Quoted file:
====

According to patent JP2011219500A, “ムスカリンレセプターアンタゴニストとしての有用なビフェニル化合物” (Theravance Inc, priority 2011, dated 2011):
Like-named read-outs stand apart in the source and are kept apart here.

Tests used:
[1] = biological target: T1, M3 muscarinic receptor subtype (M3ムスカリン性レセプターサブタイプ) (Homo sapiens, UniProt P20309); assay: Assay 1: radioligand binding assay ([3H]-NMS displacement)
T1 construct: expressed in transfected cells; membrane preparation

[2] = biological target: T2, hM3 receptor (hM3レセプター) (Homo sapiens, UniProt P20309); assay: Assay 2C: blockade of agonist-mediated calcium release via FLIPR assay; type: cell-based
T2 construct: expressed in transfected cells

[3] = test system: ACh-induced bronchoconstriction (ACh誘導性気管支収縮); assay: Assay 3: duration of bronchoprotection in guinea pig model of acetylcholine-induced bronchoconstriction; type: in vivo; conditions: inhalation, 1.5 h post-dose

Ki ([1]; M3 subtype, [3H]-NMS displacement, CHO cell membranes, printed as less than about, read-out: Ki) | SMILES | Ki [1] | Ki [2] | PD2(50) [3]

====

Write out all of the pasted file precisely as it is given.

According to patent JP2011219500A, “ムスカリンレセプターアンタゴニストとしての有用なビフェニル化合物” (Theravance Inc, priority 2011, dated 2011):
Like-named read-outs stand apart in the source and are kept apart here.

Tests used:
[1] = biological target: T1, M3 muscarinic receptor subtype (M3ムスカリン性レセプターサブタイプ) (Homo sapiens, UniProt P20309); assay: Assay 1: radioligand binding assay ([3H]-NMS displacement)
T1 construct: expressed in transfected cells; membrane preparation

[2] = biological target: T2, hM3 receptor (hM3レセプター) (Homo sapiens, UniProt P20309); assay: Assay 2C: blockade of agonist-mediated calcium release via FLIPR assay; type: cell-based
T2 construct: expressed in transfected cells

[3] = test system: ACh-induced bronchoconstriction (ACh誘導性気管支収縮); assay: Assay 3: duration of bronchoprotection in guinea pig model of acetylcholine-induced bronchoconstriction; type: in vivo; conditions: inhalation, 1.5 h post-dose

Ki ([1]; M3 subtype, [3H]-NMS displacement, CHO cell membranes, printed as less than about, read-out: Ki) | SMILES | Ki [1] | Ki [2] | PD2(50) [3]